One of these 8-aminoquinolines, PA1637, has been selected among this series of bis-quinolines due to its high selectivity for copper(II) chelation with a logKaff value = 17.9 and its incapacity to complex zinc ions. This affinity constant is above the dissociation constant established for the copper-binding domain of amyloid peptides for Cu(II) and Cu(I) which are in the pico and femto molar range, respectively [18], [19]. The absence of chelation for zinc by PA1637 is a positive factor since a subacute myelo-optic neuropathy of the clioquinol-zinc chelate has been evidenced by Arbiser et al. [20].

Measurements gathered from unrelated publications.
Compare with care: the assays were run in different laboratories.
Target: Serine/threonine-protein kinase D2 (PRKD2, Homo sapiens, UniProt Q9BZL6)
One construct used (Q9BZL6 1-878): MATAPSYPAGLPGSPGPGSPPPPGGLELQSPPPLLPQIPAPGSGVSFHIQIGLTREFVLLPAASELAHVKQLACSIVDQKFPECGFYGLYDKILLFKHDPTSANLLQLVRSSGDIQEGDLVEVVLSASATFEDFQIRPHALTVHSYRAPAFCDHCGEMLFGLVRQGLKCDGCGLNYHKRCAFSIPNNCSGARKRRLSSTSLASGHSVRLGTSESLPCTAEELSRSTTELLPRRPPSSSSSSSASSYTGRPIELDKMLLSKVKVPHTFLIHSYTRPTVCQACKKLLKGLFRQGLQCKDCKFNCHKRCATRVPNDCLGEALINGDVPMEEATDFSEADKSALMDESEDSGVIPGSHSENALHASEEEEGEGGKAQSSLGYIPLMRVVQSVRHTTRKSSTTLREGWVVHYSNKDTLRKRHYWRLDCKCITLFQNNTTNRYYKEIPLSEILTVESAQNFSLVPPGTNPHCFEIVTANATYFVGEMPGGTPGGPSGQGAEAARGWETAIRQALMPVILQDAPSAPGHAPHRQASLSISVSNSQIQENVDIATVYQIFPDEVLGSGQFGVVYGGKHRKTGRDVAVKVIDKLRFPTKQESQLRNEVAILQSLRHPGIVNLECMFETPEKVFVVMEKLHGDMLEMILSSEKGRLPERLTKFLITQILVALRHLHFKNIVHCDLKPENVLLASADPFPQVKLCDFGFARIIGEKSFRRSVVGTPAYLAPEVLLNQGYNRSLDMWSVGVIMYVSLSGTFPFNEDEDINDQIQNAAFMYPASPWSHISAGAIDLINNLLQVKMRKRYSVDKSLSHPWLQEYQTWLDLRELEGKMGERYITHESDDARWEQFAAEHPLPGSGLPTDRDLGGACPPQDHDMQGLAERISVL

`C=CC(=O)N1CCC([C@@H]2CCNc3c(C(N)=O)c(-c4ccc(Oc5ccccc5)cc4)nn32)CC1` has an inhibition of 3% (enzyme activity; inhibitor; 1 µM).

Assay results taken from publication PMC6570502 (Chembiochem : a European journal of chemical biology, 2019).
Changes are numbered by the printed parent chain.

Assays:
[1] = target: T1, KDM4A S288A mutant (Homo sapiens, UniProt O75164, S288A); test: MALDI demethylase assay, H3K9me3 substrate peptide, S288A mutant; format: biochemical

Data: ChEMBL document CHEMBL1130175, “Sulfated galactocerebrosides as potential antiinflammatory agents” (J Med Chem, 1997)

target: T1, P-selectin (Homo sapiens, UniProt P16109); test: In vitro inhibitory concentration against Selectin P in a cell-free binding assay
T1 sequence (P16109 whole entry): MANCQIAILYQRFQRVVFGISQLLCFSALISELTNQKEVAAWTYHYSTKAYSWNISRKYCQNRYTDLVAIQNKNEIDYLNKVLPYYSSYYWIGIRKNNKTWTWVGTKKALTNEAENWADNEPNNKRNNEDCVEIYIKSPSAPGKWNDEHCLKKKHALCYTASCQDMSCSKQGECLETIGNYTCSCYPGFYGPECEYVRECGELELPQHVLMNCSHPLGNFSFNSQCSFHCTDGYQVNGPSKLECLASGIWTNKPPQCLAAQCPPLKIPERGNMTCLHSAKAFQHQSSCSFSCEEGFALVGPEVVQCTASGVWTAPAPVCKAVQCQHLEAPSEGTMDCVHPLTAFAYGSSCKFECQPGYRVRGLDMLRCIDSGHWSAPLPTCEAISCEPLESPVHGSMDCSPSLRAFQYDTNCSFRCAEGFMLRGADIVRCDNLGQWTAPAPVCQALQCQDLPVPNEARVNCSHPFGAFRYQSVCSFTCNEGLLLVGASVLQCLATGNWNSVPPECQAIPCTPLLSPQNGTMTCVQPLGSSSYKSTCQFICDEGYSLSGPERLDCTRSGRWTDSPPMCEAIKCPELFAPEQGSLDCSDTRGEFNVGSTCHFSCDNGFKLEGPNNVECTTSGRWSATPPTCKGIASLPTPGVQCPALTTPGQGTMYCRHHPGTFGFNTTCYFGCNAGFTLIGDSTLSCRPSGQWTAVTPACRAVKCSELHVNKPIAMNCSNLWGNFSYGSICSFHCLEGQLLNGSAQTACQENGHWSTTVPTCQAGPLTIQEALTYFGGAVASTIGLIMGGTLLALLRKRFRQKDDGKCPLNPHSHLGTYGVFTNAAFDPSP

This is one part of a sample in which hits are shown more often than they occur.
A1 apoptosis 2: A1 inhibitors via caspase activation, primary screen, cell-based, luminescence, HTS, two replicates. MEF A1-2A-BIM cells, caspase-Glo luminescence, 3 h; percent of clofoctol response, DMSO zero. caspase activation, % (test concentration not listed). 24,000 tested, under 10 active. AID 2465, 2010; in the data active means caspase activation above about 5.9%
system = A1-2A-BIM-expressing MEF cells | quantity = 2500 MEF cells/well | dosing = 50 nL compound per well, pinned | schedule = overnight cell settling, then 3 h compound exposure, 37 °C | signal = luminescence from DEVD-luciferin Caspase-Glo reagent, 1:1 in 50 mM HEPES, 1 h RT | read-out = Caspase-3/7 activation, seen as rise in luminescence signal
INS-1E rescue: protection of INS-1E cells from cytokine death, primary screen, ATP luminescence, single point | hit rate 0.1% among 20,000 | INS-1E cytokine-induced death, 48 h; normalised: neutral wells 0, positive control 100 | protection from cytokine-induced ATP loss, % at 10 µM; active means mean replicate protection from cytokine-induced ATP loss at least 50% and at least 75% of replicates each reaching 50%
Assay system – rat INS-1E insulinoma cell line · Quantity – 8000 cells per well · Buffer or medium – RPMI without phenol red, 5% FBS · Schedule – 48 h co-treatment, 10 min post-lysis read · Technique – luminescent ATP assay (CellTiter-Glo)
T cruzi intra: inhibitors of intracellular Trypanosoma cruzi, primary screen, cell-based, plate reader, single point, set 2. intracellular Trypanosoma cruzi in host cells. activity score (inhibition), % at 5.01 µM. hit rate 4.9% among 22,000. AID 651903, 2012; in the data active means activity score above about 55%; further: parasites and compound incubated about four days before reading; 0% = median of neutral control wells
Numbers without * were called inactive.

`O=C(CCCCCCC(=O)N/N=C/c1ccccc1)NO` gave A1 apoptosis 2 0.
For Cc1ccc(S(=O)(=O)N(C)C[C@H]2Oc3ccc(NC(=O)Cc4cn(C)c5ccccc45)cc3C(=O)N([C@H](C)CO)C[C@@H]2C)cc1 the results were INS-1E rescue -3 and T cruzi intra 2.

The pre-clinical evaluation of AD drug-candidates is highly challenging since there are no evident animal models in terms of efficiency and validity. Transgenic models have been used to evidence the positive effects of the copper-complexing agent tetrathiomolybdate to attenuate amyloid pathology in Tg2576 mice (21) and to improve learning and memory deficits by PBT2 [12]. Adlard et al. also showed that PBT2 enhanced dendritic spine density and synaptic protein levels in hippocampus of Tg2576 mice [22]. Nevertheless, transgenic mice are a slow and expensive model for the screening and the evaluation of new molecules (experiments require 6 to 16 months old mice). Moreover, they are not highly predictive because AD is mainly an aging disease, not related to genetic disorders and also because none of these transgenic mice fully recapitulates the AD pathology [23]. Due to the lack of a fast and predictive animal model, many drug-candidates failed in phases II or III of human clinical trials. A survey of the literature suggested that in rodents, the amyloid (Aβ)-related neuropathological features of AD might be mimicked by intra-cerebroventricular (icv) or intra-cerebral injections of Aβ peptides of different lengths (reviewed in ref [24]), whereas systemic inoculation yielded no detectable induction of cerebral amyloidosis in APP23 transgenic mice [25]. Although various attempts were realized with peptides of different length, in the mouse, most of the studies using the Aβ1–42 human peptide showed impaired cognitive functions early (2 to 10 days) after icv injection [26], [27]. These studies suggested also that the effects the Aβ1–42 peptide could be induced after a single icv injection. For instance, it has been shown that between 1 and 29 days after a single icv Aβ1–42 injection, mice displayed impaired performances in passive avoidance, alternation behavior and spatial learning along with a decrease in acetylcholine levels in the cortex and an increase of immunoreactivities of the astrocyte marker GFAP and of interleukine-1β in the hippocampus [26]. The proposal that small soluble oligomers in the aggregation process confer synaptic dysfunction whereas large, insoluble deposits might function as reservoirs of the bioactive oligomers [28] could account for this fast loss of episodic memory after a single icv injection of small amyloids. Recent studies confirmed that Aβ1–42 are prone to highly aggregate as plaques and to penetrate neurons as oligomers and activate p53, enhancing neuronal apoptosis [29].